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Pakistani children respond to letter of friendship from India

Outlook India - 5 April 2006

Carrying placards with slogans of Indo-Pak friendship, thousands of Pakistani school children who received the world's "largest love letter" with messages of peace and harmony from their Indian peers reciprocated the gesture by signing its golden strip.

With Indian and Pakistani flags painted on their cheeks, children from 13 schools, aged between six and 12, gathered at Qadhafi stadium in Lahore yesterday to respond to the letter titled 'From India with Love'.

The football-pitch size letter, which travelled throughout India collecting sentiments of children from various schools, districts and remote villages, says: "Dear children of Pakistan, let's join our hearts in friendship. Together we can make a better world." The Pakistani children responded with equal enthusiasm signing the golden strip in the letter, now being referred to as the 'Golden Bridge for Peace'.

The children who were overwhelmed by this gesture of Indian students said they favoured peace and harmony between the two nations.

"I think it is the best gift from India and hope that we can get more and more signatures and letters to show how much love we have for our Indian brothers and sisters," Aaliya Durrani, a student from a Lahore school, was quoted as saying.

There should be no visa restrictions between India and Pakistan, said another excited student Danish as he and his friends began reading the letter. "At least we should be free to visit Indian cities like we go to Karachi, Murree." Another young boy, Noor Malik, who got emotional as he responded to the letter, pledged that "after completing my education, I would ensure that people of my generation do not fight like our elders." Aizaz, Usman, Mahmood and Tayyab said they all wanted to tell the Indians that there was no difference between the children of the two countries. "We have come to show that we are a friendly nation. We are as good as you. Not all Pakistanis are terrorists," they said.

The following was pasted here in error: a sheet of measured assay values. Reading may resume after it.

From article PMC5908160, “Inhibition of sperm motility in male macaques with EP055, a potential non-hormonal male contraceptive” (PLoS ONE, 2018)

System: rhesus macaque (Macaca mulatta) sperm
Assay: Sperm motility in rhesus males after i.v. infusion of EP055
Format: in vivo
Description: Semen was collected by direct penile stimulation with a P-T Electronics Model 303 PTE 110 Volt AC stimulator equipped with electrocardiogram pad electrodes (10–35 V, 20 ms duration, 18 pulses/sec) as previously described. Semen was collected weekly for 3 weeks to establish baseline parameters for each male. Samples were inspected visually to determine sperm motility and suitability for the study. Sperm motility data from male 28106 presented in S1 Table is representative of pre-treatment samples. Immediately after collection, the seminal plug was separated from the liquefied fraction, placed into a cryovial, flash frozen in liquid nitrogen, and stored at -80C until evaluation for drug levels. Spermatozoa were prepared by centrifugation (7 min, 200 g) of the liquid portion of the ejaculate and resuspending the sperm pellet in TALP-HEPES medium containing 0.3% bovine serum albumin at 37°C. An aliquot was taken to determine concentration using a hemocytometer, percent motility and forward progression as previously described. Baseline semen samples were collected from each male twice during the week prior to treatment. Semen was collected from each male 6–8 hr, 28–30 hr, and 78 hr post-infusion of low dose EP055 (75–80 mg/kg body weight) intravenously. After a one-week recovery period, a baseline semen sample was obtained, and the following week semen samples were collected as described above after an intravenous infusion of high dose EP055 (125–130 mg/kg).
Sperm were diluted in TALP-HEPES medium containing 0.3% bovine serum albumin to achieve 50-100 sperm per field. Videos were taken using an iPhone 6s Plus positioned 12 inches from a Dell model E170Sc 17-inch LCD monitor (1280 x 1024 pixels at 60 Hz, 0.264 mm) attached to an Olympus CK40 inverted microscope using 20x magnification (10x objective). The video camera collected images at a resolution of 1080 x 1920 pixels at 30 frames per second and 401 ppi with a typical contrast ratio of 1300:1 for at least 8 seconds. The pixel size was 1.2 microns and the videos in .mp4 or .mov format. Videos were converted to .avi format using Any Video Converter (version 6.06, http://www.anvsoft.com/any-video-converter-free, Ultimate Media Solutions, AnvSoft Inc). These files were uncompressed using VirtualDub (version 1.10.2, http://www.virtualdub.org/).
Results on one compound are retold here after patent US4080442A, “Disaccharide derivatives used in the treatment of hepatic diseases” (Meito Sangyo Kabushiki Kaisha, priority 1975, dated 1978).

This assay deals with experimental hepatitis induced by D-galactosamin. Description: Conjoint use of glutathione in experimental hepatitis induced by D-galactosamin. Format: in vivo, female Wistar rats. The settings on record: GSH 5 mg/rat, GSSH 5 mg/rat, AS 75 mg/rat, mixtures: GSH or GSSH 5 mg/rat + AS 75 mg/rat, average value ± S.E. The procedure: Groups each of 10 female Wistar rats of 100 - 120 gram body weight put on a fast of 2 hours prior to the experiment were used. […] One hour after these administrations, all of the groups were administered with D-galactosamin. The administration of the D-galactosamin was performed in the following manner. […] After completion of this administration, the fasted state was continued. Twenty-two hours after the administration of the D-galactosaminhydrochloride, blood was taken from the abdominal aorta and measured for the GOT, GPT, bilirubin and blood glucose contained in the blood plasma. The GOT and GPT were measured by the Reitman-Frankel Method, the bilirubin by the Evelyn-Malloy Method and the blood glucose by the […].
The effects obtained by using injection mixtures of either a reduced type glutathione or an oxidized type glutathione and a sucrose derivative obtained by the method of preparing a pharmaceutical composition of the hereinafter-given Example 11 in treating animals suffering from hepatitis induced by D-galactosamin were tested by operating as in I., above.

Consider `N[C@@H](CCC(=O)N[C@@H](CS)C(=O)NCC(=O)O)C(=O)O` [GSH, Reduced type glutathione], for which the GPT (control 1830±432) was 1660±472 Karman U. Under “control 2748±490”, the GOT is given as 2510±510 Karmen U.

Though there were some children who were disappointed as they had thought the Indian students would have also accompanied the letter, the atmosphere was largely cheerful and some of them even sang songs of friendship.

"It is one one of the most significant days in the history of the Indo-Pakistan friendship initiative. This letter is a part of that initiative," John Silliphant of the 'Friends Without Borders', the leading organisation behind the "world's largest love letter," was quoted as saying.

Raza Shahid, a volunteer, said "we aim to take the golden strip of the letter back to India as the response from Pakistan." The 86,400 square-foot letter (360 ft by 249 ft), is made of tarpaulin. Around the body of the letter are 196 smaller pieces which make up the border bearing the names and addresses of Indian schools and signatures of thousands of children.

  hearts It may be long before the law of love will be recognised in international affairs. The machineries of government stand between and hide the hearts of one people from those of another. -- M.K. Gandhi